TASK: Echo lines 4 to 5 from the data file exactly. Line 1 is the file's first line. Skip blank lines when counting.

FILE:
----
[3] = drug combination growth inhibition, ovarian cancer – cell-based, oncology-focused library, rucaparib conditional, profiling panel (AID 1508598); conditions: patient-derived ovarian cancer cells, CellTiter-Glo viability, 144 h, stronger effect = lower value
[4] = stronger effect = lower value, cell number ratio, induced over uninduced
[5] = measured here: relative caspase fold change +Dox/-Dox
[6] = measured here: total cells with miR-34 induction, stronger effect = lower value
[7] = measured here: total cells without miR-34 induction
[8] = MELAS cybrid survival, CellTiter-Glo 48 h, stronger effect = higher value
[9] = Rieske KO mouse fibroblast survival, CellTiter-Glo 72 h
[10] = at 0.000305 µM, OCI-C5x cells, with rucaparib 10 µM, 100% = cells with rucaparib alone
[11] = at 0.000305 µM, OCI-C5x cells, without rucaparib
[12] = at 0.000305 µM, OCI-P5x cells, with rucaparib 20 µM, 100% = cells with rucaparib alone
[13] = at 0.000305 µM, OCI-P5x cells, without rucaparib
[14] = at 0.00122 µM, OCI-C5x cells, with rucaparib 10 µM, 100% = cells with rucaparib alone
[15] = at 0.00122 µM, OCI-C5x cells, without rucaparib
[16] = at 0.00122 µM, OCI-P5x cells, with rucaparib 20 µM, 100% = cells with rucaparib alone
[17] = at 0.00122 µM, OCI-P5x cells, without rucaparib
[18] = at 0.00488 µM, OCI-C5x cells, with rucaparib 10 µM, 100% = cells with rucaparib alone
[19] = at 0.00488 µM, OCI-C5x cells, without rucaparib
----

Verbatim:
[6] = measured here: total cells with miR-34 induction, stronger effect = lower value
[7] = measured here: total cells without miR-34 induction